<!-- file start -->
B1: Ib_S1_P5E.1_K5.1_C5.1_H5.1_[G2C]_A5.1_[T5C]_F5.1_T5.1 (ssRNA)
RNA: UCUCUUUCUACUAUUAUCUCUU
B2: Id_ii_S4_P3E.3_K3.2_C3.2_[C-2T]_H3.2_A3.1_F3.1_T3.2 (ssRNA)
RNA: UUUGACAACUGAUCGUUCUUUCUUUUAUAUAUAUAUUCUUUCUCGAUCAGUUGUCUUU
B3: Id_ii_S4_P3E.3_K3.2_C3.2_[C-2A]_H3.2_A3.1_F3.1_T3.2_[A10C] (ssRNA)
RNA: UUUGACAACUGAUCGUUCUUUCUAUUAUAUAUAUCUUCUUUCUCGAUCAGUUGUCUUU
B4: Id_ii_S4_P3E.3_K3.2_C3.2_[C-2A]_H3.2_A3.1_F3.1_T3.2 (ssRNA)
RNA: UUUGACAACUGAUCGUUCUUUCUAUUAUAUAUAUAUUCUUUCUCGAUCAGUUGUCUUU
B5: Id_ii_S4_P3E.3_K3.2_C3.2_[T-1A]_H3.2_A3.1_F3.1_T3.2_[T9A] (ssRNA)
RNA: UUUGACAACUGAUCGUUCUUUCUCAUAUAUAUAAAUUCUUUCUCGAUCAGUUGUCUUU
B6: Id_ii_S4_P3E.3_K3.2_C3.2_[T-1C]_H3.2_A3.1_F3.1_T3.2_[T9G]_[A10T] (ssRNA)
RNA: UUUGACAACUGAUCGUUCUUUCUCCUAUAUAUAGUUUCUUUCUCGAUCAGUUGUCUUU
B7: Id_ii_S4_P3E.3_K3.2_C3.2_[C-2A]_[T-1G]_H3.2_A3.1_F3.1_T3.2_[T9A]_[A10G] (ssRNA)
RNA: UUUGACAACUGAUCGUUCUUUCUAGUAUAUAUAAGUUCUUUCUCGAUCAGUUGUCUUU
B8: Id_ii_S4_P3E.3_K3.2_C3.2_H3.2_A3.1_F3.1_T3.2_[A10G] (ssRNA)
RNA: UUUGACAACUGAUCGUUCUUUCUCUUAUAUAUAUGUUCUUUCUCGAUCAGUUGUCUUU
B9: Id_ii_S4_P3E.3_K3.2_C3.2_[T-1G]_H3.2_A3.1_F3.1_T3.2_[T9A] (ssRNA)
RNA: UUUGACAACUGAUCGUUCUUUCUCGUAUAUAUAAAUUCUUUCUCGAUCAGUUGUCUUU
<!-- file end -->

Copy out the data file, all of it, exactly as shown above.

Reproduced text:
B1: Ib_S1_P5E.1_K5.1_C5.1_H5.1_[G2C]_A5.1_[T5C]_F5.1_T5.1 (ssRNA)
RNA: UCUCUUUCUACUAUUAUCUCUU
B2: Id_ii_S4_P3E.3_K3.2_C3.2_[C-2T]_H3.2_A3.1_F3.1_T3.2 (ssRNA)
RNA: UUUGACAACUGAUCGUUCUUUCUUUUAUAUAUAUAUUCUUUCUCGAUCAGUUGUCUUU
B3: Id_ii_S4_P3E.3_K3.2_C3.2_[C-2A]_H3.2_A3.1_F3.1_T3.2_[A10C] (ssRNA)
RNA: UUUGACAACUGAUCGUUCUUUCUAUUAUAUAUAUCUUCUUUCUCGAUCAGUUGUCUUU
B4: Id_ii_S4_P3E.3_K3.2_C3.2_[C-2A]_H3.2_A3.1_F3.1_T3.2 (ssRNA)
RNA: UUUGACAACUGAUCGUUCUUUCUAUUAUAUAUAUAUUCUUUCUCGAUCAGUUGUCUUU
B5: Id_ii_S4_P3E.3_K3.2_C3.2_[T-1A]_H3.2_A3.1_F3.1_T3.2_[T9A] (ssRNA)
RNA: UUUGACAACUGAUCGUUCUUUCUCAUAUAUAUAAAUUCUUUCUCGAUCAGUUGUCUUU
B6: Id_ii_S4_P3E.3_K3.2_C3.2_[T-1C]_H3.2_A3.1_F3.1_T3.2_[T9G]_[A10T] (ssRNA)
RNA: UUUGACAACUGAUCGUUCUUUCUCCUAUAUAUAGUUUCUUUCUCGAUCAGUUGUCUUU
B7: Id_ii_S4_P3E.3_K3.2_C3.2_[C-2A]_[T-1G]_H3.2_A3.1_F3.1_T3.2_[T9A]_[A10G] (ssRNA)
RNA: UUUGACAACUGAUCGUUCUUUCUAGUAUAUAUAAGUUCUUUCUCGAUCAGUUGUCUUU
B8: Id_ii_S4_P3E.3_K3.2_C3.2_H3.2_A3.1_F3.1_T3.2_[A10G] (ssRNA)
RNA: UUUGACAACUGAUCGUUCUUUCUCUUAUAUAUAUGUUCUUUCUCGAUCAGUUGUCUUU
B9: Id_ii_S4_P3E.3_K3.2_C3.2_[T-1G]_H3.2_A3.1_F3.1_T3.2_[T9A] (ssRNA)
RNA: UUUGACAACUGAUCGUUCUUUCUCGUAUAUAUAAAUUCUUUCUCGAUCAGUUGUCUUU